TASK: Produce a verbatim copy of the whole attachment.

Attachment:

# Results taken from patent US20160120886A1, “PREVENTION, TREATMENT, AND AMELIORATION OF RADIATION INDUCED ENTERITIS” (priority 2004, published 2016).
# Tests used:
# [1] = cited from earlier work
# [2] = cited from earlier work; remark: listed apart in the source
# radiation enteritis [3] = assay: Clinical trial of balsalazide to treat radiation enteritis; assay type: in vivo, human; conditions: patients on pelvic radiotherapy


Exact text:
# Results taken from patent US20160120886A1, “PREVENTION, TREATMENT, AND AMELIORATION OF RADIATION INDUCED ENTERITIS” (priority 2004, published 2016).
# Tests used:
# [1] = cited from earlier work
# [2] = cited from earlier work; remark: listed apart in the source
# radiation enteritis [3] = assay: Clinical trial of balsalazide to treat radiation enteritis; assay type: in vivo, human; conditions: patients on pelvic radiotherapy